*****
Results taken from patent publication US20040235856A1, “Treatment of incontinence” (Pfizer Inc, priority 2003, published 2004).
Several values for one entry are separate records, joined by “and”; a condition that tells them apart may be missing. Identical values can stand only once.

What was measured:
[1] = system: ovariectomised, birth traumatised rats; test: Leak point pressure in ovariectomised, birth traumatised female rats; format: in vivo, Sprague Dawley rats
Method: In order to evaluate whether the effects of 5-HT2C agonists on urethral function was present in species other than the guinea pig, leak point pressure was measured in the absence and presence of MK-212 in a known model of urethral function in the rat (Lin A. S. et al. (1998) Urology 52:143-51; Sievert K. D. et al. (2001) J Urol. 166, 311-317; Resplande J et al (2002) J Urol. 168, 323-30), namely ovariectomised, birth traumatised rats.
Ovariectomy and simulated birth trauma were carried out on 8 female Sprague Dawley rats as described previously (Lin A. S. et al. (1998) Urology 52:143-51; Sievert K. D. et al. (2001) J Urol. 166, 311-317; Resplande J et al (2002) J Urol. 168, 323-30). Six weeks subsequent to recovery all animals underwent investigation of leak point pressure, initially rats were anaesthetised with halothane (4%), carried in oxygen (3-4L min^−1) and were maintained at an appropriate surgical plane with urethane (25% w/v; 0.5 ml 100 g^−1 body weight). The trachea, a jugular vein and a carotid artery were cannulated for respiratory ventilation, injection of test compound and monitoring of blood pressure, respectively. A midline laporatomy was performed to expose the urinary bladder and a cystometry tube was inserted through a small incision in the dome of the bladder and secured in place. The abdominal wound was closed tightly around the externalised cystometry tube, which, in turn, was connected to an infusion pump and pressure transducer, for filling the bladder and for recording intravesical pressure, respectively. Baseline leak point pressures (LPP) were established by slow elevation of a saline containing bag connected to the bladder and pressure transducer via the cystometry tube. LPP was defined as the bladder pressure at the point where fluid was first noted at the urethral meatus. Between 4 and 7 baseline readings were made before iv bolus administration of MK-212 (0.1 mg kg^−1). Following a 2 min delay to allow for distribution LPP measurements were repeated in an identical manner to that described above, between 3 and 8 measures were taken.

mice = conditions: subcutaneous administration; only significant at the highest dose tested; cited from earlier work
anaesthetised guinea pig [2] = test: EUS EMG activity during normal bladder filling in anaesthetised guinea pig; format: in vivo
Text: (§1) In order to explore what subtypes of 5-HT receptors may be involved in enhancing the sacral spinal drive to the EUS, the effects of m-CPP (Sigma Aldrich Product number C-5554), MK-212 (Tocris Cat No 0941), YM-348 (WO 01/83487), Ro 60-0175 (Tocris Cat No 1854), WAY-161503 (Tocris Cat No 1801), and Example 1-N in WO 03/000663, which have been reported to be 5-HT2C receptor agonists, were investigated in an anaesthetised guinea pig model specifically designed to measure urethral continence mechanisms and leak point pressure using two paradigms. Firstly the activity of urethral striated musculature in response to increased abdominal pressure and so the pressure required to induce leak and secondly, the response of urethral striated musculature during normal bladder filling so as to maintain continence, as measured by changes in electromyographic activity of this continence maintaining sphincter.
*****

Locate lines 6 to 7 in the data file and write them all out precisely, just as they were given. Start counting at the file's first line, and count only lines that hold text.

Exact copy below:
Ovariectomy and simulated birth trauma were carried out on 8 female Sprague Dawley rats as described previously (Lin A. S. et al. (1998) Urology 52:143-51; Sievert K. D. et al. (2001) J Urol. 166, 311-317; Resplande J et al (2002) J Urol. 168, 323-30). Six weeks subsequent to recovery all animals underwent investigation of leak point pressure, initially rats were anaesthetised with halothane (4%), carried in oxygen (3-4L min^−1) and were maintained at an appropriate surgical plane with urethane (25% w/v; 0.5 ml 100 g^−1 body weight). The trachea, a jugular vein and a carotid artery were cannulated for respiratory ventilation, injection of test compound and monitoring of blood pressure, respectively. A midline laporatomy was performed to expose the urinary bladder and a cystometry tube was inserted through a small incision in the dome of the bladder and secured in place. The abdominal wound was closed tightly around the externalised cystometry tube, which, in turn, was connected to an infusion pump and pressure transducer, for filling the bladder and for recording intravesical pressure, respectively. Baseline leak point pressures (LPP) were established by slow elevation of a saline containing bag connected to the bladder and pressure transducer via the cystometry tube. LPP was defined as the bladder pressure at the point where fluid was first noted at the urethral meatus. Between 4 and 7 baseline readings were made before iv bolus administration of MK-212 (0.1 mg kg^−1). Following a 2 min delay to allow for distribution LPP measurements were repeated in an identical manner to that described above, between 3 and 8 measures were taken.

mice = conditions: subcutaneous administration; only significant at the highest dose tested; cited from earlier work